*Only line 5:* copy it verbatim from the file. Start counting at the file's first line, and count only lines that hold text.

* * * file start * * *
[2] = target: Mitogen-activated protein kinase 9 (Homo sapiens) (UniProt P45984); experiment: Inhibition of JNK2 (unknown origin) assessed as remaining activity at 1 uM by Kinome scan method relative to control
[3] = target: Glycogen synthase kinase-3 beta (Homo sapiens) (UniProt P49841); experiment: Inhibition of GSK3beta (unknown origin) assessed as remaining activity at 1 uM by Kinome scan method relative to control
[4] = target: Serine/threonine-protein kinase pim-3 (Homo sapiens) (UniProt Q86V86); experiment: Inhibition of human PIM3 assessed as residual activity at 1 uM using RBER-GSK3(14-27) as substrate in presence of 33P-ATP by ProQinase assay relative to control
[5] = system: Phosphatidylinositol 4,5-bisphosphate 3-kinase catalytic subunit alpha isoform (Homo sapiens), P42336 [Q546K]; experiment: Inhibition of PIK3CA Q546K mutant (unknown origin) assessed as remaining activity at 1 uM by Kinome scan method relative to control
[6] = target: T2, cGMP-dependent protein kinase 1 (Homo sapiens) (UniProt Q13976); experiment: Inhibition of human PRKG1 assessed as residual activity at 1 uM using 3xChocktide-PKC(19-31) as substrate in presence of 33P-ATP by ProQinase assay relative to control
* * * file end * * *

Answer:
[6] = target: T2, cGMP-dependent protein kinase 1 (Homo sapiens) (UniProt Q13976); experiment: Inhibition of human PRKG1 assessed as residual activity at 1 uM using 3xChocktide-PKC(19-31) as substrate in presence of 33P-ATP by ProQinase assay relative to control